The Oberlin libel case comes down to some basic legal questions, according to Eugene Volokh, a UCLA law professor and free speech law expert.

The court has to determine whether the college’s participation in the protest might constitute aiding and abetting in libeling of the business, Volokh says.

“The tort law in play here means the plaintiff has to prove the school was going beyond just overseeing a student protest, but actively participating with a motive to defame the business. That’s not easy to prove,” he adds.

The school responded to the court case in its filing that Gibson’s “seek[s] to personally profit from a polarizing event that negatively impacted Oberlin College, its students and the Oberlin community.”

The college’s initial motion of dismissal also said the lawsuit falsely portrays Gibson’s as an innocent victim, but, “In reality, it was an employee of Gibson’s Bakery … who left the safety of his business to violently physically assault an unarmed student [just outside the store].” Oberlin also defended its administration’s presence at the protest because the school was concerned with the safety of its students and being there was part of its policy.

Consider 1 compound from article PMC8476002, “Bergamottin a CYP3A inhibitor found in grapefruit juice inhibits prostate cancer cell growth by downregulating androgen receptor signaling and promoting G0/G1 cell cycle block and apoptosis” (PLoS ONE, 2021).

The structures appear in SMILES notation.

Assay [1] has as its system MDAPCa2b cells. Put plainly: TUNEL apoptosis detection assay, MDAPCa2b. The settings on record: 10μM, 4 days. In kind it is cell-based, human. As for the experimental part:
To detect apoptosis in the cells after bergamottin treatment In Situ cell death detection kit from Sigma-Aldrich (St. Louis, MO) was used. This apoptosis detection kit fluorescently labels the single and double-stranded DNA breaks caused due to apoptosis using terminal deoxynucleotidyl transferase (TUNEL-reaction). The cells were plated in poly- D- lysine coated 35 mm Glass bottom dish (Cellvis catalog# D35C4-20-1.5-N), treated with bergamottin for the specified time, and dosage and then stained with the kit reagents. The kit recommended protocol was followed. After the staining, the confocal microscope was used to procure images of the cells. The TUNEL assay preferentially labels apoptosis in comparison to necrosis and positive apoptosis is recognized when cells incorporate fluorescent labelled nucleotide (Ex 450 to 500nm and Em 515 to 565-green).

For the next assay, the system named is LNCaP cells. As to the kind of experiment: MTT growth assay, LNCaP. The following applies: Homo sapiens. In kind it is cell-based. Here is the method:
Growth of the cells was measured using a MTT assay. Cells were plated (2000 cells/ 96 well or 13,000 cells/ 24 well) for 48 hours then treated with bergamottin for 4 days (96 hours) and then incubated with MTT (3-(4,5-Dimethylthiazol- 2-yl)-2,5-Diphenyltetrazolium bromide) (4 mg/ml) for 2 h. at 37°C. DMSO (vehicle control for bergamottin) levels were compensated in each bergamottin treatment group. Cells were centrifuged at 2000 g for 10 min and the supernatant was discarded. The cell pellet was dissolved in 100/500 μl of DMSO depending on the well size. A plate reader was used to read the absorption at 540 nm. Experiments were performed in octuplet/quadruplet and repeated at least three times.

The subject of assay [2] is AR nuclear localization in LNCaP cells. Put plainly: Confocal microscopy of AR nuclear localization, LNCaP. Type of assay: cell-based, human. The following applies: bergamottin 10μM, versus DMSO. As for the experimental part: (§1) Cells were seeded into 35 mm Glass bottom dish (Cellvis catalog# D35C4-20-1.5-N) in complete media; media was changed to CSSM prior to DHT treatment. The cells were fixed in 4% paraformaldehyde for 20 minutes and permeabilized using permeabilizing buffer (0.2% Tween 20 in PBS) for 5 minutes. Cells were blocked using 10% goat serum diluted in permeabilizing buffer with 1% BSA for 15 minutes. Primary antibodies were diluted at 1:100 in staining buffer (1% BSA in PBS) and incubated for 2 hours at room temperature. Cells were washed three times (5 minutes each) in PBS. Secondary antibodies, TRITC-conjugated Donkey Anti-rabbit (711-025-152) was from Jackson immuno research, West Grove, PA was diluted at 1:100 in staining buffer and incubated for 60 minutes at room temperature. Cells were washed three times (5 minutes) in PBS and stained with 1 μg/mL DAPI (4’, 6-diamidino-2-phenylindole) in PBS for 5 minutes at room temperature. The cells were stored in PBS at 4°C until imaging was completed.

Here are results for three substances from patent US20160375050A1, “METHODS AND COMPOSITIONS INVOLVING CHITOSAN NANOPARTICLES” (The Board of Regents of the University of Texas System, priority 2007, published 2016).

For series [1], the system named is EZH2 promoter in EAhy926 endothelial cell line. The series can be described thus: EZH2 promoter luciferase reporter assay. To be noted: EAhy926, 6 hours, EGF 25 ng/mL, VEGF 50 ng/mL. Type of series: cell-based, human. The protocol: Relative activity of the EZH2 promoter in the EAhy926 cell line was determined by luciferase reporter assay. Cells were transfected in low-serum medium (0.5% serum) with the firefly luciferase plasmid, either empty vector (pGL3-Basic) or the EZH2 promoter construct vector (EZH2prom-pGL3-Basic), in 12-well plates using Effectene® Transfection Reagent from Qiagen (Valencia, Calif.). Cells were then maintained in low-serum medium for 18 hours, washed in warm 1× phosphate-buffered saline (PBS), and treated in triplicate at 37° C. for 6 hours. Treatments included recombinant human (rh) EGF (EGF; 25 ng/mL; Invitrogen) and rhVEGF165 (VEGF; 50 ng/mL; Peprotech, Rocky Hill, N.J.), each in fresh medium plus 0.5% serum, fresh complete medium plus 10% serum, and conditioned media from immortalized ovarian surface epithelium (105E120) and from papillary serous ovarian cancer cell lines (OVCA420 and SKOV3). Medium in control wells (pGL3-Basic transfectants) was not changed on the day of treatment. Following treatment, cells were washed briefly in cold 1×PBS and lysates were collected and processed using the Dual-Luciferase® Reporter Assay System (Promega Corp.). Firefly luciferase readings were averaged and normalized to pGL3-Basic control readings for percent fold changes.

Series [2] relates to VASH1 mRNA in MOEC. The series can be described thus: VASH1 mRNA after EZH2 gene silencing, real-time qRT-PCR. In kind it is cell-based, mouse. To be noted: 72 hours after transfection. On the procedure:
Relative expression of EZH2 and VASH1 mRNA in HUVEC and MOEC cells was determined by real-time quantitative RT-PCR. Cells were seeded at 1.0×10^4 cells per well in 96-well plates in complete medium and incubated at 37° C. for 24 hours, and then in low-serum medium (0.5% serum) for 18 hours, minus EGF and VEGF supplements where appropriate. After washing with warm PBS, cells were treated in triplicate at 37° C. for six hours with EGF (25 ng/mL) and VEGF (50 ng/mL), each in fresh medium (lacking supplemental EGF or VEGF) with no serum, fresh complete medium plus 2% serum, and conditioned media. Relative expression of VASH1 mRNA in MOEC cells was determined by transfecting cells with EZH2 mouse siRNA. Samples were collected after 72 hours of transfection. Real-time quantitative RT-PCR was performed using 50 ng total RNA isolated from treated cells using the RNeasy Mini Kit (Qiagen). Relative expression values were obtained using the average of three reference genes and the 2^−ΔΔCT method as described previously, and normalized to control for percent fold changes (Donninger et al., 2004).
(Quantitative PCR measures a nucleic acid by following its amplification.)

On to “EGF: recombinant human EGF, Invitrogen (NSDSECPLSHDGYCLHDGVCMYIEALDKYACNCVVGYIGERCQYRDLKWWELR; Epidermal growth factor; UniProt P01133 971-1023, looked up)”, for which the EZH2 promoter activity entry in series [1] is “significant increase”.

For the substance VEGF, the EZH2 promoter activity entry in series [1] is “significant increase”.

Protest Flyer

An image of the protest flyer was included in Gibson’s Food Market and Bakery’s libel and slander lawsuit against Oberlin College.

In a pretrial ruling, Judge John Miraldi denied the college’s request to consider the bakery employees as “limited purpose public figures,” a measure that would hold libel to a higher standard. Similarly, the judge ruled against a request to keep the protest flyers out of the case, despite the college’s claim the flyer was “constitutionally protected opinion.” Miraldi will also consider allowing the plaintiffs to include text messages, emails and social media posts made by Oberlin faculty and students on a case-by-case basis.